Using Simulation to Engage Police in Learning about Mental Illness: The Impact of Realism on the Learning Process (2009)

This document describes a study undertaken to evaluate the impact of using simulation to educate police officers about mental illness and about how to respond effectively to common critical incidents involving mentally ill persons. The study involved focus groups, surveys, and a scale that measures opinions about mental illness.

Four simulations were developed for the study, depicting critical incidents involving suicidal behaviour, delusional thinking, hallucinations, and self-harming behaviour.

The findings of the study suggest that simulations are an effective tool for educating officers about mental illness, with police participants describing the simulations as realistic and easy to use. Several participants suggested that this type of education should be mandatory for all frontline officers and for members of the police leadership.

However, most of the police officers also expressed a need for face-to-face education sessions where ideas can be shared and participants can ask questions. They saw the simulations as providing a good foundation for learning, with a follow-up discussion group or seminar adding to the benefits.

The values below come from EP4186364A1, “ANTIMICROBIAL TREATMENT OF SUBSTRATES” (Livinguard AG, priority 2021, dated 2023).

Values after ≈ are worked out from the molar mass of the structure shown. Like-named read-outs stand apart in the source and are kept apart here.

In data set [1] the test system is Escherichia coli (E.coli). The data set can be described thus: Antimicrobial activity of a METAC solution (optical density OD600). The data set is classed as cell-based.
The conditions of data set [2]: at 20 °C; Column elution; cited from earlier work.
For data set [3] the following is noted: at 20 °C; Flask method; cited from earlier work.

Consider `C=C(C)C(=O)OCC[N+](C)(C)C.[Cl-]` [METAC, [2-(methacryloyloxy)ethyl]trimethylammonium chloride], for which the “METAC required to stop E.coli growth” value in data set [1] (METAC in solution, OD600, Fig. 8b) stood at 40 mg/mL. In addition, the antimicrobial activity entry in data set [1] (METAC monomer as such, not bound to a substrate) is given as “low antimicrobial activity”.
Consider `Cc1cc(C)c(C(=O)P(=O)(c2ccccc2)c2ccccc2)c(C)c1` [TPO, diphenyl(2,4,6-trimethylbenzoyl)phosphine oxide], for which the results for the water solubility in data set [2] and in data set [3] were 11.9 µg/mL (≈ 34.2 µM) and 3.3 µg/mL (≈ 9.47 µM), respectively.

This would suggest that a hybrid teaching methodology would be the most effective, the authors note.

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Added: 
2014-05-12
APA citation
Bill Goodman, Chris Hinton, Wendy Stanyon and Jay Tashiro. Using Simulation to Engage Police in Learning about Mental Illness: The Impact of Realism on the Learning Process 2009. Web. 9 Aug. 2020 <http://en.copian.ca/library/research/ccl/simulation/simulation.pdf>
Bill Goodman, Chris Hinton, Wendy Stanyon & Jay Tashiro (2009). Using Simulation to Engage Police in Learning about Mental Illness: The Impact of Realism on the Learning Process. Retrieved August 9, 2020, from http://en.copian.ca/library/research/ccl/simulation/simulation.pdf
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